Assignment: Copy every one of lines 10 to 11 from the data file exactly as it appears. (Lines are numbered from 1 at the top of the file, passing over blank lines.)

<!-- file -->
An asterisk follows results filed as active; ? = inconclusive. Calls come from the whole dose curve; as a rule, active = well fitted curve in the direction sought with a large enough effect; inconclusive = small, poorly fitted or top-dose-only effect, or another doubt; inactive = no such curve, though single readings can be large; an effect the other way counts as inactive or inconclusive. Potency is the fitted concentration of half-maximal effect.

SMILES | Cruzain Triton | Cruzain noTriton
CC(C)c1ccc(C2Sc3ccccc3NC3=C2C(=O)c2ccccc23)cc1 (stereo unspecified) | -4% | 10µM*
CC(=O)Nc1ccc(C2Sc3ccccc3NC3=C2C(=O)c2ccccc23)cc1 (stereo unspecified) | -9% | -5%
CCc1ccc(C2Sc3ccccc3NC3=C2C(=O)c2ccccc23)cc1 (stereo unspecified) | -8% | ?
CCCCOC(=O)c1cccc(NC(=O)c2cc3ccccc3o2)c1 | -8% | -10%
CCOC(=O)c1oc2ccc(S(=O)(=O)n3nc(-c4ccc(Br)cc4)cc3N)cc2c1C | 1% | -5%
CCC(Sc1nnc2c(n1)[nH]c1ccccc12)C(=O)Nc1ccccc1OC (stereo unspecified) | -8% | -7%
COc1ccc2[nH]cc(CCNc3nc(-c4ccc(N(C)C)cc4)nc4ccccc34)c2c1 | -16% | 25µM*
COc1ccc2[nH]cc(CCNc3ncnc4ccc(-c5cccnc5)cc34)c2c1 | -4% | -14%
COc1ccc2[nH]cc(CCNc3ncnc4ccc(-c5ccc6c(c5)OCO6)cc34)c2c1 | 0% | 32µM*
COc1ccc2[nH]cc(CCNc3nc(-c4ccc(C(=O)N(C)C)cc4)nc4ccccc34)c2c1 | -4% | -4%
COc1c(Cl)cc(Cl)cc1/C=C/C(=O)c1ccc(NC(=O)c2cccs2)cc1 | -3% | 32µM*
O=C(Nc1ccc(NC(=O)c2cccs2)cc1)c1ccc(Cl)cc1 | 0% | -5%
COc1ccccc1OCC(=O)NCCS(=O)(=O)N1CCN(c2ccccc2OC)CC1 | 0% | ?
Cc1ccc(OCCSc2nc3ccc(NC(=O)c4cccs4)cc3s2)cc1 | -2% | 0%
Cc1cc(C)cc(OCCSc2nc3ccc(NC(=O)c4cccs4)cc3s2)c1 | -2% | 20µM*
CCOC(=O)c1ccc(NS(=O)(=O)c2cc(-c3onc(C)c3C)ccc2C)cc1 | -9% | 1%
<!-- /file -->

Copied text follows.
COc1ccc2[nH]cc(CCNc3ncnc4ccc(-c5cccnc5)cc34)c2c1 | -4% | -14%
COc1ccc2[nH]cc(CCNc3ncnc4ccc(-c5ccc6c(c5)OCO6)cc34)c2c1 | 0% | 32µM*